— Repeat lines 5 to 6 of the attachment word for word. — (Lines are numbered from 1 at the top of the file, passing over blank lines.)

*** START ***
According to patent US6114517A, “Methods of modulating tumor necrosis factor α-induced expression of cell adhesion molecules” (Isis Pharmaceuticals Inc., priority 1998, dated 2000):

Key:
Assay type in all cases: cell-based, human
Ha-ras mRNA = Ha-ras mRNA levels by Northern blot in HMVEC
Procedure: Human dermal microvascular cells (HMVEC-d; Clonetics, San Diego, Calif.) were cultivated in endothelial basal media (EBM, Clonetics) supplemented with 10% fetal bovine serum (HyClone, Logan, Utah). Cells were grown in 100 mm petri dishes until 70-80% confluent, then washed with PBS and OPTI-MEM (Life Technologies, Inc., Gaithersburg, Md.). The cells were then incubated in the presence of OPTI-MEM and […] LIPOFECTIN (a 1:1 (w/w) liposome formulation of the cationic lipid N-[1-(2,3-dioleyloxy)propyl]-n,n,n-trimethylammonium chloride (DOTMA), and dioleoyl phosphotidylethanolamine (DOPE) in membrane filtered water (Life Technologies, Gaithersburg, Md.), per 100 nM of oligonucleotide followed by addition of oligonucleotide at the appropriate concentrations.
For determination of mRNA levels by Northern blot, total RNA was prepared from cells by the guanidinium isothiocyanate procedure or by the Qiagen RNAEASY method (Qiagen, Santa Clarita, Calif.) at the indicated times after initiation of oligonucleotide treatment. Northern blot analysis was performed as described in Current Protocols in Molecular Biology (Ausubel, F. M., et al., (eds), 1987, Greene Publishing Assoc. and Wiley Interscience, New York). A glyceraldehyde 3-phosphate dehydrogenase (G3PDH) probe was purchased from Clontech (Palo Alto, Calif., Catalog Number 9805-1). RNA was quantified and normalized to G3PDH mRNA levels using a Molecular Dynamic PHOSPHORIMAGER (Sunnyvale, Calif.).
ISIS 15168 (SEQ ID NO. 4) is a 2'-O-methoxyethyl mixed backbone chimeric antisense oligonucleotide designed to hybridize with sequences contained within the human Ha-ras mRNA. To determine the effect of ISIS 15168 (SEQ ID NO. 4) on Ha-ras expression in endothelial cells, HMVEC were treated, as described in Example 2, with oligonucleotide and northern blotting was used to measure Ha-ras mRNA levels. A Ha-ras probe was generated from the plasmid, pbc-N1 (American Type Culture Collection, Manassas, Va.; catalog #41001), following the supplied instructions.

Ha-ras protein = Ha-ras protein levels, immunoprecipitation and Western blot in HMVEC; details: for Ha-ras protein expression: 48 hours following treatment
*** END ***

Procedure: Human dermal microvascular cells (HMVEC-d; Clonetics, San Diego, Calif.) were cultivated in endothelial basal media (EBM, Clonetics) supplemented with 10% fetal bovine serum (HyClone, Logan, Utah). Cells were grown in 100 mm petri dishes until 70-80% confluent, then washed with PBS and OPTI-MEM (Life Technologies, Inc., Gaithersburg, Md.). The cells were then incubated in the presence of OPTI-MEM and […] LIPOFECTIN (a 1:1 (w/w) liposome formulation of the cationic lipid N-[1-(2,3-dioleyloxy)propyl]-n,n,n-trimethylammonium chloride (DOTMA), and dioleoyl phosphotidylethanolamine (DOPE) in membrane filtered water (Life Technologies, Gaithersburg, Md.), per 100 nM of oligonucleotide followed by addition of oligonucleotide at the appropriate concentrations.
For determination of mRNA levels by Northern blot, total RNA was prepared from cells by the guanidinium isothiocyanate procedure or by the Qiagen RNAEASY method (Qiagen, Santa Clarita, Calif.) at the indicated times after initiation of oligonucleotide treatment. Northern blot analysis was performed as described in Current Protocols in Molecular Biology (Ausubel, F. M., et al., (eds), 1987, Greene Publishing Assoc. and Wiley Interscience, New York). A glyceraldehyde 3-phosphate dehydrogenase (G3PDH) probe was purchased from Clontech (Palo Alto, Calif., Catalog Number 9805-1). RNA was quantified and normalized to G3PDH mRNA levels using a Molecular Dynamic PHOSPHORIMAGER (Sunnyvale, Calif.).